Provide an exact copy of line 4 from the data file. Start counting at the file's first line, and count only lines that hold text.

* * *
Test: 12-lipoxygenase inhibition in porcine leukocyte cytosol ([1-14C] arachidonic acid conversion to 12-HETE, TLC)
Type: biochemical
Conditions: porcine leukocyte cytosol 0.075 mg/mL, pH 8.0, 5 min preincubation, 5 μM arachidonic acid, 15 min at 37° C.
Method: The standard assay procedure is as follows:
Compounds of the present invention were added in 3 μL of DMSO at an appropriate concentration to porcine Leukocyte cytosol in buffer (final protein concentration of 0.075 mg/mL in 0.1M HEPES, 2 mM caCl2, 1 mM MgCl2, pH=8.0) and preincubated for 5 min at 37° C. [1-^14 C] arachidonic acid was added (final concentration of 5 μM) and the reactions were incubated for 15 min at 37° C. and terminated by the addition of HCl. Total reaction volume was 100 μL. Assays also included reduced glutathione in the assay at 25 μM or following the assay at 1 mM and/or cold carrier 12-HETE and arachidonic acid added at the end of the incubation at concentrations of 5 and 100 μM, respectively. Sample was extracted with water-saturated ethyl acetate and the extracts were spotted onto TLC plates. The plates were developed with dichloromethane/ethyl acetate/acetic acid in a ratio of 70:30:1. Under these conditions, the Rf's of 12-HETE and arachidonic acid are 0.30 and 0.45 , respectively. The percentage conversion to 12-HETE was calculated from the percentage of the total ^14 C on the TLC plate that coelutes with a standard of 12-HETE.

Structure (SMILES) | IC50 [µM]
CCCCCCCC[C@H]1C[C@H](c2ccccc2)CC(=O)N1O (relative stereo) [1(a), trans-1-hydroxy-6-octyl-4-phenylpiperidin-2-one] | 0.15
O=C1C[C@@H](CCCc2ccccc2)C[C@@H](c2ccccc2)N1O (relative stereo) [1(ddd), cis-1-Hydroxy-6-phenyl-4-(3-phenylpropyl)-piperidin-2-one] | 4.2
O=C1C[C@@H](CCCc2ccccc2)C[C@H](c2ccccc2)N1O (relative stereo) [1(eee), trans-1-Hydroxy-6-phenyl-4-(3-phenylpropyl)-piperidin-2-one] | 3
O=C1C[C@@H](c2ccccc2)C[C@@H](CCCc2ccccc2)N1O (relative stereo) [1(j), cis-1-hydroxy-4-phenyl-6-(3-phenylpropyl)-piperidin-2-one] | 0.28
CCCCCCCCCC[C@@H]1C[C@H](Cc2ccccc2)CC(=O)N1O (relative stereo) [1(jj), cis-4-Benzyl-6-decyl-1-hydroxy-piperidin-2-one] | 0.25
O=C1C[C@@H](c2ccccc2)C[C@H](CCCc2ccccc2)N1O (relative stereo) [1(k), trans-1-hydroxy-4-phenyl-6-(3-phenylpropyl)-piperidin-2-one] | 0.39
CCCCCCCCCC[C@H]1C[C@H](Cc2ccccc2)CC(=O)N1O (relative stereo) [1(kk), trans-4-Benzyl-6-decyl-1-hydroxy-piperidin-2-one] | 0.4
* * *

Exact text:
Method: The standard assay procedure is as follows: